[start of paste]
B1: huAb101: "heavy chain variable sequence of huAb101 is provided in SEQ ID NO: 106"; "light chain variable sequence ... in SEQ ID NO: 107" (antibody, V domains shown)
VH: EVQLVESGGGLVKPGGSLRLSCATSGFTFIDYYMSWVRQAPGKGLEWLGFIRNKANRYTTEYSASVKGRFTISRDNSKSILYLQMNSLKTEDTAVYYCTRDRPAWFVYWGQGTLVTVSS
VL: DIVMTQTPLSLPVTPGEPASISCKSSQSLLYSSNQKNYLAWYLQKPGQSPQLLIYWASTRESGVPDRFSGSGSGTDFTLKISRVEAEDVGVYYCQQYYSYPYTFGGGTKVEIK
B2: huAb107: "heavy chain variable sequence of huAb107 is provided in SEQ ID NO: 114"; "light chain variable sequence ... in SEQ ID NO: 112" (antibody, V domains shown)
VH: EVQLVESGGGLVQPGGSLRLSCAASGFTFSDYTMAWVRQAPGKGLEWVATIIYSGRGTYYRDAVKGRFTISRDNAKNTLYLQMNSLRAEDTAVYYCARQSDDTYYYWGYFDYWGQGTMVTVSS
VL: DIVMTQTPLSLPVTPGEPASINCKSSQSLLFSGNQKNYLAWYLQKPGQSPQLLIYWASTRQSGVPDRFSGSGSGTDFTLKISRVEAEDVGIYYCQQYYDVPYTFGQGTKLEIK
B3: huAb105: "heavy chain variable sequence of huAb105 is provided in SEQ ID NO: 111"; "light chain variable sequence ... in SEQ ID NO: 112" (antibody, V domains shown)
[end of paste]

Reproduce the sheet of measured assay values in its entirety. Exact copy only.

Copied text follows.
B1: huAb101: "heavy chain variable sequence of huAb101 is provided in SEQ ID NO: 106"; "light chain variable sequence ... in SEQ ID NO: 107" (antibody, V domains shown)
VH: EVQLVESGGGLVKPGGSLRLSCATSGFTFIDYYMSWVRQAPGKGLEWLGFIRNKANRYTTEYSASVKGRFTISRDNSKSILYLQMNSLKTEDTAVYYCTRDRPAWFVYWGQGTLVTVSS
VL: DIVMTQTPLSLPVTPGEPASISCKSSQSLLYSSNQKNYLAWYLQKPGQSPQLLIYWASTRESGVPDRFSGSGSGTDFTLKISRVEAEDVGVYYCQQYYSYPYTFGGGTKVEIK
B2: huAb107: "heavy chain variable sequence of huAb107 is provided in SEQ ID NO: 114"; "light chain variable sequence ... in SEQ ID NO: 112" (antibody, V domains shown)
VH: EVQLVESGGGLVQPGGSLRLSCAASGFTFSDYTMAWVRQAPGKGLEWVATIIYSGRGTYYRDAVKGRFTISRDNAKNTLYLQMNSLRAEDTAVYYCARQSDDTYYYWGYFDYWGQGTMVTVSS
VL: DIVMTQTPLSLPVTPGEPASINCKSSQSLLFSGNQKNYLAWYLQKPGQSPQLLIYWASTRQSGVPDRFSGSGSGTDFTLKISRVEAEDVGIYYCQQYYDVPYTFGQGTKLEIK
B3: huAb105: "heavy chain variable sequence of huAb105 is provided in SEQ ID NO: 111"; "light chain variable sequence ... in SEQ ID NO: 112" (antibody, V domains shown)